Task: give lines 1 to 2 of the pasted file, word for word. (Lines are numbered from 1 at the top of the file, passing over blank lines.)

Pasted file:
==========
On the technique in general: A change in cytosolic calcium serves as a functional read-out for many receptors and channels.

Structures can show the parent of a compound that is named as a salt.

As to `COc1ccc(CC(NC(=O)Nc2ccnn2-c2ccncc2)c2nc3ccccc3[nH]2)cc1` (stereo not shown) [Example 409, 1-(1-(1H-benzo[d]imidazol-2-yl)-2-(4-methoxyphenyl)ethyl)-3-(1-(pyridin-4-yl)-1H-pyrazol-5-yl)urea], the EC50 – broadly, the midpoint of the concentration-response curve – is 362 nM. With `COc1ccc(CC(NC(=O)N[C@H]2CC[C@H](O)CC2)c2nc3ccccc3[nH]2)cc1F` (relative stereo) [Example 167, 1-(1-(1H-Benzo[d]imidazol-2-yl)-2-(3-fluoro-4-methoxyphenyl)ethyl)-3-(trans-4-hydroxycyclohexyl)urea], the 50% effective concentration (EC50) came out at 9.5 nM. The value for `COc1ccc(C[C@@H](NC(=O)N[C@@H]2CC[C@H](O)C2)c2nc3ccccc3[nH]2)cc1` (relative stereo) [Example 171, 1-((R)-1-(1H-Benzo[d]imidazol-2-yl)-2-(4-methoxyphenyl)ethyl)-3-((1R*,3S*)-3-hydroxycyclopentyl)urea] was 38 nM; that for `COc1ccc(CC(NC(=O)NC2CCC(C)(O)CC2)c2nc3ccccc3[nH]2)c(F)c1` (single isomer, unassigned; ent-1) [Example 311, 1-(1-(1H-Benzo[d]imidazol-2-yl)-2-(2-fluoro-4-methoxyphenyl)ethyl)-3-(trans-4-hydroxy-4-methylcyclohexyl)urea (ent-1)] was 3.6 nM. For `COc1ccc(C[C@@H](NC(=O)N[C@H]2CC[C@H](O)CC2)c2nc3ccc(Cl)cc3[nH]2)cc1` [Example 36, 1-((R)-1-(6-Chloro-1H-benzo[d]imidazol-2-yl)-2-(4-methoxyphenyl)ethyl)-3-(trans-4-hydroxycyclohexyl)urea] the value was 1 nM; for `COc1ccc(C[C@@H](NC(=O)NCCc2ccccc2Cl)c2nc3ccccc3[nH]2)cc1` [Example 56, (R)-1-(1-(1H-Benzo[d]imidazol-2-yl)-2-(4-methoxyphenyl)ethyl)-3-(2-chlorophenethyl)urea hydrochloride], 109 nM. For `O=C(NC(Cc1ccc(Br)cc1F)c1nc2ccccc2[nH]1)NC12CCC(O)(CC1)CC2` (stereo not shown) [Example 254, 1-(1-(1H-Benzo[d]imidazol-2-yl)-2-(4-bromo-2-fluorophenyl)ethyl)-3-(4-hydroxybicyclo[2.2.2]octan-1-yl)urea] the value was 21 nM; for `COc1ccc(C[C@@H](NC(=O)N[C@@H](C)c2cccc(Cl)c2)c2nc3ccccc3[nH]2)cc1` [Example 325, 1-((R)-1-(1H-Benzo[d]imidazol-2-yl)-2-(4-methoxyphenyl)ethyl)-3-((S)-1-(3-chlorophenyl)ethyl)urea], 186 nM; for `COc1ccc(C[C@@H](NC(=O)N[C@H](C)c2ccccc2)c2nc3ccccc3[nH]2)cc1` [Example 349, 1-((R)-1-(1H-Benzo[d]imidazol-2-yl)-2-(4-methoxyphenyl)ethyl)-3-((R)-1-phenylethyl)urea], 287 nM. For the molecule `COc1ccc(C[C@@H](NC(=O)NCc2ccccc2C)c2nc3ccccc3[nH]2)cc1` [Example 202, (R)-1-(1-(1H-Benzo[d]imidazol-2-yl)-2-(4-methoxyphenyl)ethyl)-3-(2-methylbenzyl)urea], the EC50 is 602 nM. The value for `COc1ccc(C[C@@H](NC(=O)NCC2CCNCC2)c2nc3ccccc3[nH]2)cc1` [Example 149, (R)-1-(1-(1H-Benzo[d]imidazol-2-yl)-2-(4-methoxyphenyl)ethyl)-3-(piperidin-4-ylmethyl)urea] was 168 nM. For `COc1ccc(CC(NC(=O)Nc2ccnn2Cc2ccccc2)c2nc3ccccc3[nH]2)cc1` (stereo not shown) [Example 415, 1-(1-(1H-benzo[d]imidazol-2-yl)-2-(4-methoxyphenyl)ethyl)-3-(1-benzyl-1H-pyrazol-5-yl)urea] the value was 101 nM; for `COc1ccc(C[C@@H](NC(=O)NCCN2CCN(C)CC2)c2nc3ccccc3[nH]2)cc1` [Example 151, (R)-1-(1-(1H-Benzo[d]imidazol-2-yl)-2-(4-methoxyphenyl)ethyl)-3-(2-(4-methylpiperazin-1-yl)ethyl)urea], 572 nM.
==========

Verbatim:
On the technique in general: A change in cytosolic calcium serves as a functional read-out for many receptors and channels.

Structures can show the parent of a compound that is named as a salt.